Biden greenlights massive Arctic drilling project

By Heather Richards | 03/13/2023 10:52 AM EDT

Despite lobbying by environmental groups in recent weeks, the Biden administration Monday approved the $8 billion Willow project in the National Petroleum Reserve-Alaska.

Aerial photo shows an exploratory drilling camp in snow

An exploratory drilling camp at the proposed site of the Willow oil project on Alaska's North Slope in 2019. ConocoPhillips/AP Photo

The Biden administration on Monday approved a massive drilling project on federal lands in Alaska, in a blow to climate and environmental activists.

The decision to greenlight ConocoPhillips’ Willow project comes on the heels of sweeping conservation measures the White House revealed late Sunday night to bar future drilling in the Arctic Ocean and tighten up conservation in the National Petroleum Reserve-Alaska, where the $8 billion Willow project will be located.

Supported by influential Alaska lawmakers like Republican Sen. Lisa Murkowski, Willow marks a retreat from the Biden administration’s ardent promises to rein in oil and gas development on public lands.


The project became a proxy fight in the fierce political divide over how the nation’s vast oil and natural gas wealth should be managed amid continued social reliance on fossil fuels and worsening global warming.

Map of the willow project in the North Slope of Alaska.
The $8 billion Willow project by ConocoPhillips would be in the National Petroleum Reserve-Alaska. | AP

Had the White House rejected Willow, it would have been the first time a president had barred oil and gas on public lands due to its potential contribution to climate change.

The approval mirrors a final environmental review published by the Interior Department last month. It would allow for three drilling sites in the NPR-A. But in a twist in the final approval, Interior is rejecting a fourth location that had previously been deferred for later consideration.

The three locations will still allow for up to 199 wells to be drilled, in a project that could last three decades.

The three-pad option bucks a compromise approval that the White House floated with environmental groups earlier this month, which would have initially OK’d just two drilling pads. That option, rejected by activists, was also considered unworkable by ConocoPhillips and Alaska’s bipartisan delegation.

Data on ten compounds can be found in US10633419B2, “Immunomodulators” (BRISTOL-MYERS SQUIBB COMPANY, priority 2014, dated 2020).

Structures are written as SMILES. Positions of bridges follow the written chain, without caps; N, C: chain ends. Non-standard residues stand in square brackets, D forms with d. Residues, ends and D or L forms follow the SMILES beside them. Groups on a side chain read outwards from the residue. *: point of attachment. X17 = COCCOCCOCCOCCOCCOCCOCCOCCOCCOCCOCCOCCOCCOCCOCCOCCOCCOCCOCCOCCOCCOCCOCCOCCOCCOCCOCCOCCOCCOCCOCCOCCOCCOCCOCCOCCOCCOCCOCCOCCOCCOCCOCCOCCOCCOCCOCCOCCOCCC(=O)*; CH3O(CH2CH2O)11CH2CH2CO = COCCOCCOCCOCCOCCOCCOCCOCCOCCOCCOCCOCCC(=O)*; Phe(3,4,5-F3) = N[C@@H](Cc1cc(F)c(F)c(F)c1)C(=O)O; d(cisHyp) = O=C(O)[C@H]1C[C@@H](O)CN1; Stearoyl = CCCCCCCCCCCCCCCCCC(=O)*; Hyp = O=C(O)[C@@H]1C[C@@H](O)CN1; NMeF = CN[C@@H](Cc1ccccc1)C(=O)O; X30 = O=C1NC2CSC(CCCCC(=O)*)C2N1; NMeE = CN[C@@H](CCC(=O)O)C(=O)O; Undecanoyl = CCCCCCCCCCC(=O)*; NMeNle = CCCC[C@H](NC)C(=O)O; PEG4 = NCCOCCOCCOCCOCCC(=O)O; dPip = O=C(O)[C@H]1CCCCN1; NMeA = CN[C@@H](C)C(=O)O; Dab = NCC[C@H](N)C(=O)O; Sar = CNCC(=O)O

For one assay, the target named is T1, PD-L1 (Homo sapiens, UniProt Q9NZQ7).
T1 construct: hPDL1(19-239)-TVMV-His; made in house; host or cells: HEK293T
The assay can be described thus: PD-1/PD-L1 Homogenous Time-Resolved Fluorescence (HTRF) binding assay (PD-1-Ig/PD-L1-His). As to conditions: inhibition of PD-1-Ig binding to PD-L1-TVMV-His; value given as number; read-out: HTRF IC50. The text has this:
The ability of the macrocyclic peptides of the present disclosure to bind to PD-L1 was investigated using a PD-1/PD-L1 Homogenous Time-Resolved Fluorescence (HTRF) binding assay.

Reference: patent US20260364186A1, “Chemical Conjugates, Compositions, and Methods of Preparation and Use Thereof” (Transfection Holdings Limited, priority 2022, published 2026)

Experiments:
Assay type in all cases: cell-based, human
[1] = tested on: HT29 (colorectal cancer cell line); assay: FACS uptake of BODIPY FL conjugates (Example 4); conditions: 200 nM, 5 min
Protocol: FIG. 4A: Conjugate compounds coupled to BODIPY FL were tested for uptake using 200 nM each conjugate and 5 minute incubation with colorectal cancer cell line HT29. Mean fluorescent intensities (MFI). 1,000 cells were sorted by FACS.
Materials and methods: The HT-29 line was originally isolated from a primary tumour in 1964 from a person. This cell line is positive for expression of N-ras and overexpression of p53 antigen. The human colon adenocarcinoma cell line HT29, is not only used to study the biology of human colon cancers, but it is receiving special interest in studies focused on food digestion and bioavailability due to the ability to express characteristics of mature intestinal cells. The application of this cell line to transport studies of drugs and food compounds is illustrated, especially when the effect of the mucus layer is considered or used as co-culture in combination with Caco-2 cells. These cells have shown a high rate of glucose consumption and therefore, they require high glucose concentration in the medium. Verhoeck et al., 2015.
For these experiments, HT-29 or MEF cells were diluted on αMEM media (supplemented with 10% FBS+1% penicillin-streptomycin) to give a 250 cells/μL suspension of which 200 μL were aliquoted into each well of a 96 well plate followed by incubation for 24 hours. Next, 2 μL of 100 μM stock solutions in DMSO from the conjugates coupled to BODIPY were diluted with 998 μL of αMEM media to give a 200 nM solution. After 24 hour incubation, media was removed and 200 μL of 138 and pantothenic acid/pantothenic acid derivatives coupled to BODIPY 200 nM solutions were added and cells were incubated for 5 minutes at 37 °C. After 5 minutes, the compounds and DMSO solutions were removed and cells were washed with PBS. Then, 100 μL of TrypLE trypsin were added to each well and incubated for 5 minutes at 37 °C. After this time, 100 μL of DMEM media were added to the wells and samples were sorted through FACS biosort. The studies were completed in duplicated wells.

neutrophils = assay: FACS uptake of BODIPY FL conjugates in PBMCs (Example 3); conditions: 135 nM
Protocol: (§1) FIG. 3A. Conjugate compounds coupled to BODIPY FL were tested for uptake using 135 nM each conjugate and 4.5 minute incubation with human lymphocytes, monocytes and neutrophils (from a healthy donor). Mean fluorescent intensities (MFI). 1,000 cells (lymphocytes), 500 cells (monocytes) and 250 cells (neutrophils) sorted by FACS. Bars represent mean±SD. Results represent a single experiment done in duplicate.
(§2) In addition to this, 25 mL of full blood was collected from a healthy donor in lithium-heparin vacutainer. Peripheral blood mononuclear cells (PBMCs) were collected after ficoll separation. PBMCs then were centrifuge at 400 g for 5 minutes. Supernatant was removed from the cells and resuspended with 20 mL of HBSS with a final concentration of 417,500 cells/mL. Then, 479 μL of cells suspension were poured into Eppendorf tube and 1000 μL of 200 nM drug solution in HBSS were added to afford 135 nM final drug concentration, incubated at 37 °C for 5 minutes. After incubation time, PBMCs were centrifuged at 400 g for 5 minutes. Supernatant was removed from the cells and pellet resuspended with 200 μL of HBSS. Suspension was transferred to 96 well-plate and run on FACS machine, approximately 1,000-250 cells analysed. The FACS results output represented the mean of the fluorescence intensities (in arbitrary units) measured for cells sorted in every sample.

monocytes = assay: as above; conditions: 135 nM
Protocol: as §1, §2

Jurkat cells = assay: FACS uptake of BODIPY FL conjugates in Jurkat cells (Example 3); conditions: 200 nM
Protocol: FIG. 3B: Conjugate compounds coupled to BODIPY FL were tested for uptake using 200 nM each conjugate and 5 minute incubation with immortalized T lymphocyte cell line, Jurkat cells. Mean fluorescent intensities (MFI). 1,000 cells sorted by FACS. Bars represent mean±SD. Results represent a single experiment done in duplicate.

Even as Interior advanced its “preferred alternative” last month that would allow the project to go forward, the agency expressed apprehension about the implications of the project. “The Department has substantial concerns about the Willow project and the preferred alternative as presented in the final [supplemental environmental impact statement], including direct and indirect greenhouse gas emissions and impacts to wildlife and Alaska Native subsistence,” Interior said in a statement at the time.

But an administration official Sunday noted that recent deliberations about Willow centered on whether the agency could legally pull the plug, given that ConocoPhillips has held some of its leases in the NPR-A for decades.

The three-pad solution approved Monday cuts two of the five drilling locations originally proposed by the company, reducing the projects footprint by approximately one-third.

The approval marks a significant loss for activists who up to the eleventh hour had lobbied the administration to block Willow, referring to the drilling proposal as a “carbon bomb.” In recent weeks, as news of its approval appeared imminent, environmental groups rallied around a push — including everything from TikTok videos to protests — to convince President Joe Biden to reject the proposal.

“There is simply no justification for President Biden’s decision to approve a massive new oil drilling scheme that will lead to decades of air and climate pollution,” Food & Water Watch Executive Director Wenonah Hauter said in a statement.

Willow is also a loss for leaders of the nearby Alaska Native village of Nuiqsut. The small community had lodged opposition to drilling on the grounds they hadn’t been given enough time or input on the project — as well as voicing fears that it would degrade local air quality and pose a threat subsistence hunting.

“The true cost of the Willow project is to the land — and to animals and people forced to breathe polluted air and drink polluted water,” the Indigenous environmental groups Sovereign Iñupiat for a Living Arctic wrote in a statement Monday. “While out-of-state executives take in record profits, local residents are left to contend with the detrimental impacts of being surrounded by massive drilling operations.”

Other Alaska Native leaders in the state, however, have pressed for Willow’s approval, standing alongside the bipartisan Alaska delegation and citing the economic benefits of the oil and gas development.

For its part, ConocoPhillips has defended its ability to drill responsibly in the region and stressed the yearslong environmental reviews that preceded the approval.